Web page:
A group of Colorado nuns said Thursday they will go to the U.S. Supreme Court to appeal a ruling that allows their employees to receive birth control from a third party under the Affordable Care Act, fueling a combustible argument over contraception and religion ahead of next year's presidential election.

Attorneys for Little Sisters of the Poor and four Oklahoma Christian colleges said last week's ruling from the 10th Circuit Court of Appeals in Denver violates their religious freedom, in an argument that goes beyond last year's Hobby Lobby case.

A three-judge panel on the federal appellate court found that President Barack Obama's health care law accommodates religious nonprofits by allowing them to seek exemption from a requirement to provide contraception to employees. The religious institutions, however, argue that the exemption is inadequate because a third party will still end up providing birth control coverage in opposition to their religious beliefs.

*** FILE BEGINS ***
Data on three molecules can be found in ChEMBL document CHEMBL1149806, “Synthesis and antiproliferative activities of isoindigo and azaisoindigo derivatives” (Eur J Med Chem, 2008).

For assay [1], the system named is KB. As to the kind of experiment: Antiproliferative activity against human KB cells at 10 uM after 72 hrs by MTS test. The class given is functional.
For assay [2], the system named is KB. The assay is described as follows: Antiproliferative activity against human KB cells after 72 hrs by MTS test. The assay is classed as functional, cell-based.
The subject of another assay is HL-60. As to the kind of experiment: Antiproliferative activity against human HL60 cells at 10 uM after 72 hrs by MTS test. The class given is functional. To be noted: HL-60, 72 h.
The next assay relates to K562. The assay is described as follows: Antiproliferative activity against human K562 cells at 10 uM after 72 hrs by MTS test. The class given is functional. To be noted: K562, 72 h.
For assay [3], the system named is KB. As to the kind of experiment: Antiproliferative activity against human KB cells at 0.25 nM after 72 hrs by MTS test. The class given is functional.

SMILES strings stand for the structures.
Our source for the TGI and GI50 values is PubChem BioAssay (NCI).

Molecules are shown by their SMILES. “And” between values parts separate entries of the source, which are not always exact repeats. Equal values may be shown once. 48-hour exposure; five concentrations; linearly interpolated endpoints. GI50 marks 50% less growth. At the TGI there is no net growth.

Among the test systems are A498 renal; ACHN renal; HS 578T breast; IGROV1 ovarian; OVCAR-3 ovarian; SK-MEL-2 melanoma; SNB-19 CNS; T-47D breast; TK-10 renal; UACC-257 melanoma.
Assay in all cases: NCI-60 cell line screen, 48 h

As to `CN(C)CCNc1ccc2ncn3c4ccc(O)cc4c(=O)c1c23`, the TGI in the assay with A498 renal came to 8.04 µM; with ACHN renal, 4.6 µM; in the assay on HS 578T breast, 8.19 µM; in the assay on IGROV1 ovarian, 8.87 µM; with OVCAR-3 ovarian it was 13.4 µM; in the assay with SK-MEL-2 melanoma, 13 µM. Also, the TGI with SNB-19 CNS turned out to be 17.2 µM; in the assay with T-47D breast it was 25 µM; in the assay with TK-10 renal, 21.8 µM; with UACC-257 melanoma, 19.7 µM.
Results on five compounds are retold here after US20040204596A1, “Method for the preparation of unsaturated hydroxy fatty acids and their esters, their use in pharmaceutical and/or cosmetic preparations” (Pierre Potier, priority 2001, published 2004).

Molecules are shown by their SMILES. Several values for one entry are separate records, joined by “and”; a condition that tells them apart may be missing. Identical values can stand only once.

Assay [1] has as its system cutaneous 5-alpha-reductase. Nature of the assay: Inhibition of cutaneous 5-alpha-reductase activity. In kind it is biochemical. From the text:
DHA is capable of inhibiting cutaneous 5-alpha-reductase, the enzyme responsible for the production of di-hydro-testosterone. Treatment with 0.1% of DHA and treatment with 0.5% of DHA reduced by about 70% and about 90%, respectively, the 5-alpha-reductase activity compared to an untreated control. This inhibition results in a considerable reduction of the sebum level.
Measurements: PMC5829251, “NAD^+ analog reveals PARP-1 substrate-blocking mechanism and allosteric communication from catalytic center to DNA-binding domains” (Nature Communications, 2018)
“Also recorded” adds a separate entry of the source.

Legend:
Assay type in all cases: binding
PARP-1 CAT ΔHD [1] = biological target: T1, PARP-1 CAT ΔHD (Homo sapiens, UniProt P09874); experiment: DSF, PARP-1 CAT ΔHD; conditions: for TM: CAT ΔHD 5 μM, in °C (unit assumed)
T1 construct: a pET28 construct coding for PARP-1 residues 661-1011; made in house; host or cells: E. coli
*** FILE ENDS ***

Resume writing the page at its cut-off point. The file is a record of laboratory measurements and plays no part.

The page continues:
"The Sisters consider it immoral to help the government distribute these drugs," Mark Rienzi, senior counsel for the Becket Fund for Religious Liberty, who represented the nuns, said in a statement.

"But instead of simply exempting them, the government insists that it can take over their ministry's employee healthcare to distribute these drugs to their employees, while dismissing the Sisters' moral objections as irrelevant," Rienzi said.

Last year, the Supreme Court found "closely held" businesses with religious objections, such as, Hobby Lobby were also exempt from the law's contraception mandate. Those businesses now have access to the exemption that the nuns contend is inadequate.

Five other federal appeals courts — based in Chicago, Cincinnati, New Orleans, Philadelphia and Washington, DC — also have ruled against religious nonprofits challenging the exemption.

Nonprofit groups in Pennsylvania, Texas and Washington already have appealed to the Supreme Court, which won't decide whether to hear any of the cases before the fall.

If the justices take up the case it would be heard and decided before the end of June 2016.